Network Discovery for Server Inventory

Hello all,

I have not really posted on THWACK before but am having trouble completing a task that was assigned to my by management.  We want to run a regularly scheduled scan to identify all windows and linux servers on our network and use this for inventory purposes.

I know I can perform a network discovery and find MANY devices on my network.  I have an Active Directory service account with enough access to utilize WMI to discover/identify windows servers with no issues.  My problem is that we have Linux servers on our network that all have different credentials and are not configured (yet) for SNMP.  When I run a discovery it identifies these systems as IP Addresses (if no DNS entry had been assigned to them) and as ICMP only, along with many other devices.  

How am I able to be sure I am identifying only SERVERS and not network devices, VIPs, cluster IPs, etc?  Once we identify the IPs that we know there is a server OS associated with then I can work to whittle down the list by getting the application owner to install SNMP, etc.

Any assistance would be greatly appreciated.

Gordy

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  • Without access to the device in some way you can't tell that you are only hitting servers. Our internal standards have use placing certain things in certain parts of the network. Network gear for routing and switching goes in a specific range of each subnet. Servers, VIPs, virtualization hosts, storage gear, etc they all have specific locations on the network, so I know that if I want a server, not to look at my phone system subnet.

    Pinging something shouldn't hurt it, and if it does you likely need to protect it behind a firewall or something. You likely care because of node licensing? I am also going to assume you don't have a CMDB that you can trust for a list to start off of. I understand how it can be.

    When I started with Orion, I absolutely did large sweeps of IP ranges. I absolutely got back nodes with no DNS, no access granted to them, and all I did was ping an IP. if you need to bring in only servers, for whatever reason (license, political, project scope, etc.) then make sure that you are reviewing the discovery results manually. Let it find 'stuff' and add only what you know you want. Personally, I would take everything else and add it to a spreadsheet for follow up. Somebody where you work should care about all the things. And it may just be you need to figure it out.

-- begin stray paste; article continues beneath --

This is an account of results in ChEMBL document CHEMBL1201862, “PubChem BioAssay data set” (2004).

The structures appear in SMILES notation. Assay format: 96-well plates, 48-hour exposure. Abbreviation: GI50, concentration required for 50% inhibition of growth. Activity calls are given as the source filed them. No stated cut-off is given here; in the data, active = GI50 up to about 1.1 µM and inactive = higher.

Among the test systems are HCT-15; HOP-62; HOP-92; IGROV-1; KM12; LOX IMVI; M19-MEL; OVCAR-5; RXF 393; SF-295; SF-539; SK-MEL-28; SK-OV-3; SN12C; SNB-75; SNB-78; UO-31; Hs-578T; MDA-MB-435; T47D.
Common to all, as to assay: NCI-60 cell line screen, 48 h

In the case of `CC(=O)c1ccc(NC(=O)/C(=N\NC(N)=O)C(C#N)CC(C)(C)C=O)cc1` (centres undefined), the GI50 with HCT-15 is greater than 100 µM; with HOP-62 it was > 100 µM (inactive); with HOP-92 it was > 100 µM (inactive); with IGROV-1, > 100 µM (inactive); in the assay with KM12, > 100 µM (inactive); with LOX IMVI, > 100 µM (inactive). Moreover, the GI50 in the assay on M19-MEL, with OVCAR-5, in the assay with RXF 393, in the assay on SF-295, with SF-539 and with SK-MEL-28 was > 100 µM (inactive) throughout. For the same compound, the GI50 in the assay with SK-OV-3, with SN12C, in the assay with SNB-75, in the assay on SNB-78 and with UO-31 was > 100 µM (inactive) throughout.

But yes, if you don't have access, then you have to figure it out the hard way. Now most places will require that servers are registered to DNS. I would nslookup the ips. Hopefully you even have a naming format that will clue you in on what that server is. Check ports that are open, maybe get traffic stats from switches. If you think there is a linux box there, is there a website on port 80 or 443, can you SSH into it at port 22. Its absolutely detective work, but if nobody ever tracked this stuff, you will be doing a very important task figuring it out.

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  • Without access to the device in some way you can't tell that you are only hitting servers. Our internal standards have use placing certain things in certain parts of the network. Network gear for routing and switching goes in a specific range of each subnet. Servers, VIPs, virtualization hosts, storage gear, etc they all have specific locations on the network, so I know that if I want a server, not to look at my phone system subnet.

    Pinging something shouldn't hurt it, and if it does you likely need to protect it behind a firewall or something. You likely care because of node licensing? I am also going to assume you don't have a CMDB that you can trust for a list to start off of. I understand how it can be.

    When I started with Orion, I absolutely did large sweeps of IP ranges. I absolutely got back nodes with no DNS, no access granted to them, and all I did was ping an IP. if you need to bring in only servers, for whatever reason (license, political, project scope, etc.) then make sure that you are reviewing the discovery results manually. Let it find 'stuff' and add only what you know you want. Personally, I would take everything else and add it to a spreadsheet for follow up. Somebody where you work should care about all the things. And it may just be you need to figure it out.

    But yes, if you don't have access, then you have to figure it out the hard way. Now most places will require that servers are registered to DNS. I would nslookup the ips. Hopefully you even have a naming format that will clue you in on what that server is. Check ports that are open, maybe get traffic stats from switches. If you think there is a linux box there, is there a website on port 80 or 443, can you SSH into it at port 22. Its absolutely detective work, but if nobody ever tracked this stuff, you will be doing a very important task figuring it out.

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